O o


    • US Pronunciation
    • US IPA
    • UK Pronunciation
    • UK IPA
    • [oh-mit]
    • /oʊˈmɪt/
    • /əʊˈmɪt/
    • US Pronunciation
    • US IPA
    • [oh-mit]
    • /oʊˈmɪt/

Definitions of omit word

  • verb with object omit to leave out; fail to include or mention: to omit a name from a list. 1
  • verb with object omit to forbear or fail to do, make, use, send, etc.: to omit a greeting. 1
  • noun omit Leave out or exclude (someone or something), either intentionally or forgetfully. 1
  • verbal expression omit fail to do sth 1
  • transitive verb omit leave out 1
  • verb omit If you omit something, you do not include it in an activity or piece of work, deliberately or accidentally. 0

Information block about the term

Origin of omit

First appearance:

before 1400
One of the 24% oldest English words
1400-50; late Middle English omitten < Latin omittere to let go, equivalent to o- o-2 + mittere to send

Historical Comparancy

Parts of speech for Omit


omit popularity

A common word. It’s meaning is known to most children of preschool age. About 95% of English native speakers know the meaning and use the word.
This word is included in each student's vocabulary. Most likely there is at least one movie with this word in the title.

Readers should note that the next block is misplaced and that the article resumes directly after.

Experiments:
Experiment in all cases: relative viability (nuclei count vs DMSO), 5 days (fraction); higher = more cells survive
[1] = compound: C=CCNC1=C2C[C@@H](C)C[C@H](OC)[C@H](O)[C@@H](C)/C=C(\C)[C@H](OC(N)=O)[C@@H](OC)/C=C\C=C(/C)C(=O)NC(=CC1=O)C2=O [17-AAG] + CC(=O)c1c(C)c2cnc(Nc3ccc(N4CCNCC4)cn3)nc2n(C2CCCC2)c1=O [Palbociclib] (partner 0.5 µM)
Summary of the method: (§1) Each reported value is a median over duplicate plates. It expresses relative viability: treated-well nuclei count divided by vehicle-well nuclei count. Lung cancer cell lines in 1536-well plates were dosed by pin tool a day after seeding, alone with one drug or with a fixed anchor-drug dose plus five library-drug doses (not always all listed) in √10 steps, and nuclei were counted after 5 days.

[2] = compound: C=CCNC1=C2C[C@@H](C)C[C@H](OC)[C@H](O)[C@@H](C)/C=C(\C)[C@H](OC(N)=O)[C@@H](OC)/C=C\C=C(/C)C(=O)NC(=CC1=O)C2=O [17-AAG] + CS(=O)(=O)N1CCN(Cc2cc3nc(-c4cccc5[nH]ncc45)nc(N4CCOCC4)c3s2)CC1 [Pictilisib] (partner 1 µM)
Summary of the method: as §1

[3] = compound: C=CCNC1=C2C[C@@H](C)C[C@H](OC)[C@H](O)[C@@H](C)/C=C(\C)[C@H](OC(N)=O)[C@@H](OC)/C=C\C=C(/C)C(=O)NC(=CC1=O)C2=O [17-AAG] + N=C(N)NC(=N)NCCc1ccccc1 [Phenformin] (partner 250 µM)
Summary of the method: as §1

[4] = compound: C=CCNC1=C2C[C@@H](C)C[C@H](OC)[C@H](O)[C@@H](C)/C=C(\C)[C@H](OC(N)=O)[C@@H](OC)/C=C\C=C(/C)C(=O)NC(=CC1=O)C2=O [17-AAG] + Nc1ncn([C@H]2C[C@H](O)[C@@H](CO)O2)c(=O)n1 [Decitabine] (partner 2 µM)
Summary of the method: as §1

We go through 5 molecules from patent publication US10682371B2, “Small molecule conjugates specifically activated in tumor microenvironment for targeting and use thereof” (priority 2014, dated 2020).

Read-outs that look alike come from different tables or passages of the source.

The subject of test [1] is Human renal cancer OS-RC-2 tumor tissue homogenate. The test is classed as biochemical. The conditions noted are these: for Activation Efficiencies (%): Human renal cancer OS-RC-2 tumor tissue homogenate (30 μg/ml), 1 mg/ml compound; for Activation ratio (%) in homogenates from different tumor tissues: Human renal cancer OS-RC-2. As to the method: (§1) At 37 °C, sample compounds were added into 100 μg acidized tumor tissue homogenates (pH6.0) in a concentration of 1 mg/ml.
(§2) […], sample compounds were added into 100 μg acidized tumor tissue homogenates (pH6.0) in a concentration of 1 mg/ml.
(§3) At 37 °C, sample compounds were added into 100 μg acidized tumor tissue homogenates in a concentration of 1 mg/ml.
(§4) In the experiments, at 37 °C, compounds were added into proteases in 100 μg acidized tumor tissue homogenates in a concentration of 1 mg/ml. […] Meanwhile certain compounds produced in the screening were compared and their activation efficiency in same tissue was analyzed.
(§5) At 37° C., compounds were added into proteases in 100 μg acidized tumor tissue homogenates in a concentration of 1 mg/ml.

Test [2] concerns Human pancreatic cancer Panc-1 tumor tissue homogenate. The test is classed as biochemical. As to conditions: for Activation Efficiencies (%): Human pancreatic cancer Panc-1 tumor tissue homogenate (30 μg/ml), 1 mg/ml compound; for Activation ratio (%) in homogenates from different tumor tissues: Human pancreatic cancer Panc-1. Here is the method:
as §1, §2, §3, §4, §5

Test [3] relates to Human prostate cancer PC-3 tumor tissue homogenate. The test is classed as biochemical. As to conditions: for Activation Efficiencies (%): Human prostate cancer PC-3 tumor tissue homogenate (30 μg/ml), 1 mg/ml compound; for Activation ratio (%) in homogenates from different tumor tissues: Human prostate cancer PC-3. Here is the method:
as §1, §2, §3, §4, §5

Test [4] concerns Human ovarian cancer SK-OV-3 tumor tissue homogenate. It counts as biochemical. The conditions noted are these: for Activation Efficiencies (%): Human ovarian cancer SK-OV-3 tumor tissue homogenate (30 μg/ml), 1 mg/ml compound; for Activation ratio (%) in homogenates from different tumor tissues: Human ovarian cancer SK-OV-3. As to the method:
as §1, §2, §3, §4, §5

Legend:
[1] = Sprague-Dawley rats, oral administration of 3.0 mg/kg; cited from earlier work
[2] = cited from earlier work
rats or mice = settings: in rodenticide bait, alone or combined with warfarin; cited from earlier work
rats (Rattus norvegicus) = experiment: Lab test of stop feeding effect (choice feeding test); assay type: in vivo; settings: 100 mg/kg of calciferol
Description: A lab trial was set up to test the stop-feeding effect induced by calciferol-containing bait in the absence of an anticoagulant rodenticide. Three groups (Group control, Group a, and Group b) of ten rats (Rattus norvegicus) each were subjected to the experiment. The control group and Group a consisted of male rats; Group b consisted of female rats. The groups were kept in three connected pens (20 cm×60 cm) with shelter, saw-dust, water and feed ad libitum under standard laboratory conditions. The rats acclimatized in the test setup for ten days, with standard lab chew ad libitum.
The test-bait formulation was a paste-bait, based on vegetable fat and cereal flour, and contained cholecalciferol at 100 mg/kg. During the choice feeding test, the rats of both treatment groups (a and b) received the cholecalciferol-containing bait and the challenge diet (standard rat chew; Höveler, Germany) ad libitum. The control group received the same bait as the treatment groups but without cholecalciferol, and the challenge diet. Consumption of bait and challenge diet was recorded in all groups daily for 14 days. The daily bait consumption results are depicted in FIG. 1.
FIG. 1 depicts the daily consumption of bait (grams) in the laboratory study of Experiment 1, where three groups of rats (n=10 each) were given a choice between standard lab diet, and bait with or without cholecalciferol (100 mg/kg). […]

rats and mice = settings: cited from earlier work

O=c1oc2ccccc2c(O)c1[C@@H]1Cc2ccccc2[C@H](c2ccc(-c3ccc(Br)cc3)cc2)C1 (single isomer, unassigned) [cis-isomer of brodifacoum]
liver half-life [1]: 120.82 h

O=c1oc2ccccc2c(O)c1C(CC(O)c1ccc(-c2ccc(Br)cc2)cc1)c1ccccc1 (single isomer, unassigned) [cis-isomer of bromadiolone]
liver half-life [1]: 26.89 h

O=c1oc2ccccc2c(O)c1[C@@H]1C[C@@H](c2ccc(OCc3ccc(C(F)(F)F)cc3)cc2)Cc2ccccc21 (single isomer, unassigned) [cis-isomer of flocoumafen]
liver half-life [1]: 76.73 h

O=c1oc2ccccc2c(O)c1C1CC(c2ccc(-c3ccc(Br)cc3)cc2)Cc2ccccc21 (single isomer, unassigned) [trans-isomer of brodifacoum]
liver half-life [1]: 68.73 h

omit usage trend in Literature

This diagram is provided by Google Ngram Viewer

Synonyms for omit

verb omit

  • leave out — to go out of or away from, as a place: to leave the house.
  • pass over — to move past; go by: to pass another car on the road.
  • skip — to move in a light, springy manner by bounding forward with alternate hops on each foot.
  • exclude — Deny (someone) access to or bar (someone) from a place, group, or privilege.
  • miss out — to fail to hit or strike: to miss a target.

Antonyms for omit

verb omit

  • include — to contain, as a whole does parts or any part or element: The package includes the computer, program, disks, and a manual.
  • attend — If you attend a meeting or other event, you are present at it.
  • heed — to give careful attention to: He did not heed the warning.
  • keep — to hold or retain in one's possession; hold as one's own: If you like it, keep it. Keep the change.
  • note — a brief record of something written down to assist the memory or for future reference.

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See also

Matching words

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